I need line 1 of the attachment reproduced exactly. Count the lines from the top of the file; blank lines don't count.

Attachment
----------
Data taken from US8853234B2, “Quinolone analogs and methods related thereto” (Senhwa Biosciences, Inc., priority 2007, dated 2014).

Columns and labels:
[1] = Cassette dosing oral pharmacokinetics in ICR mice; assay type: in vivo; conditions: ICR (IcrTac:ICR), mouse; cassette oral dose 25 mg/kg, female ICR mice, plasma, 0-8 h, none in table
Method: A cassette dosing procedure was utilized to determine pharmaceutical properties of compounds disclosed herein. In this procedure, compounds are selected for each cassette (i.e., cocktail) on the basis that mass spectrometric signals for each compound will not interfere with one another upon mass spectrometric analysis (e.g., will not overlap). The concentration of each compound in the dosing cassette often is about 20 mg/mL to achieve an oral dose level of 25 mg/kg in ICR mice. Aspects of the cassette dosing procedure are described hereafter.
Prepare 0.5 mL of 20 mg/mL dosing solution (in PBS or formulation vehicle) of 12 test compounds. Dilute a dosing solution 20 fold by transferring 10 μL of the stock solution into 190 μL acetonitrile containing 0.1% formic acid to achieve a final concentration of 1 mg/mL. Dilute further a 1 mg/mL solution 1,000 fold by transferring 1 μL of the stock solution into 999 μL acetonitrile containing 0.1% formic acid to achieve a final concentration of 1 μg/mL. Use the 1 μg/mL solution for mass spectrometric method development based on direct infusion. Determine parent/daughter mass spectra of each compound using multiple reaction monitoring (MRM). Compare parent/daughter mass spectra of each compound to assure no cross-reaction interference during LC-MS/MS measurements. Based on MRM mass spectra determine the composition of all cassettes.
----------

Data taken from US8853234B2, “Quinolone analogs and methods related thereto” (Senhwa Biosciences, Inc., priority 2007, dated 2014).